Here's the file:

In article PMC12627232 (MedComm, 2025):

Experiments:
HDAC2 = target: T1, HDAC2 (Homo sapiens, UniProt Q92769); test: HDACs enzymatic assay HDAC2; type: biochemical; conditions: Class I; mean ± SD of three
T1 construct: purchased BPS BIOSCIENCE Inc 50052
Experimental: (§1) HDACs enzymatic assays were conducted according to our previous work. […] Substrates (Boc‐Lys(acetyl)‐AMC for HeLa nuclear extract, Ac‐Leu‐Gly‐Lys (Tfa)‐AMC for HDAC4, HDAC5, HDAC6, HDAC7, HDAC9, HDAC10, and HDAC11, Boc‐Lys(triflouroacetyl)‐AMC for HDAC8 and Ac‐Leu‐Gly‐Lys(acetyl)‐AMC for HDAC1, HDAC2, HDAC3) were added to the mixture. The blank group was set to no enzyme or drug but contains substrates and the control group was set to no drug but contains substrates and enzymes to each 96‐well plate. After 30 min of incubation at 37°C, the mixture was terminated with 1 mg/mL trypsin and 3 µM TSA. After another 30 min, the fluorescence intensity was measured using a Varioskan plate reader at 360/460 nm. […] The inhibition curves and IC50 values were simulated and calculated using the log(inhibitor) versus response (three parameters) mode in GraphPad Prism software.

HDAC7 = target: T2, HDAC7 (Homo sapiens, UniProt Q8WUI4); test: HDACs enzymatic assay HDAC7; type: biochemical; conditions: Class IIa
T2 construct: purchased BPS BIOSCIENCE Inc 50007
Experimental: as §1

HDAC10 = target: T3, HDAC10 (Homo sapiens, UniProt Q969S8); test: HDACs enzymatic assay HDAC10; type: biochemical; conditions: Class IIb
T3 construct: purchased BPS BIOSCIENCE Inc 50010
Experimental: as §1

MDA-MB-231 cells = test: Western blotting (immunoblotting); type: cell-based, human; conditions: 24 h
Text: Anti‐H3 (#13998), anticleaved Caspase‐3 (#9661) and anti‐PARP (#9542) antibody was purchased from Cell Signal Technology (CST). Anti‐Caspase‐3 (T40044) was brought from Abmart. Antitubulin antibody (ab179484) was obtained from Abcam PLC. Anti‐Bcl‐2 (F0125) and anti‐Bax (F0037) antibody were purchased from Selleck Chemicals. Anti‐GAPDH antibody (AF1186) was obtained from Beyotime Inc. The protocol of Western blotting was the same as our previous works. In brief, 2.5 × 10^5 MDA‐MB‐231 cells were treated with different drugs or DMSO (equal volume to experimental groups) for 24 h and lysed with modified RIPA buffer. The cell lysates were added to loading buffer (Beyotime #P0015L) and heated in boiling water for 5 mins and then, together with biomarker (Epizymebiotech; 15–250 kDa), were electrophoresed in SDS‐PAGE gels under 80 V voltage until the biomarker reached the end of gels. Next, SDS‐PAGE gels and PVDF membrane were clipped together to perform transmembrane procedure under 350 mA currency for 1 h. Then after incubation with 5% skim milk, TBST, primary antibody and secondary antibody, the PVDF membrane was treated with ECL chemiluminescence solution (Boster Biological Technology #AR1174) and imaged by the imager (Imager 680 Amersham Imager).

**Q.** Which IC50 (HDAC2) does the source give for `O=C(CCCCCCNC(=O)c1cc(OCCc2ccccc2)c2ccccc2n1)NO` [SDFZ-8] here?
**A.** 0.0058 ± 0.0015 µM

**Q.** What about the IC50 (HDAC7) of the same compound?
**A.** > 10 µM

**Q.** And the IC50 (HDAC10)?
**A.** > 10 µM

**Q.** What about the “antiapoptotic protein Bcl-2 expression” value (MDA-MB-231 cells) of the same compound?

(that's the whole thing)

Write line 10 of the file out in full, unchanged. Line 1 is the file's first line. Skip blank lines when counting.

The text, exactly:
T3 construct: purchased BPS BIOSCIENCE Inc 50010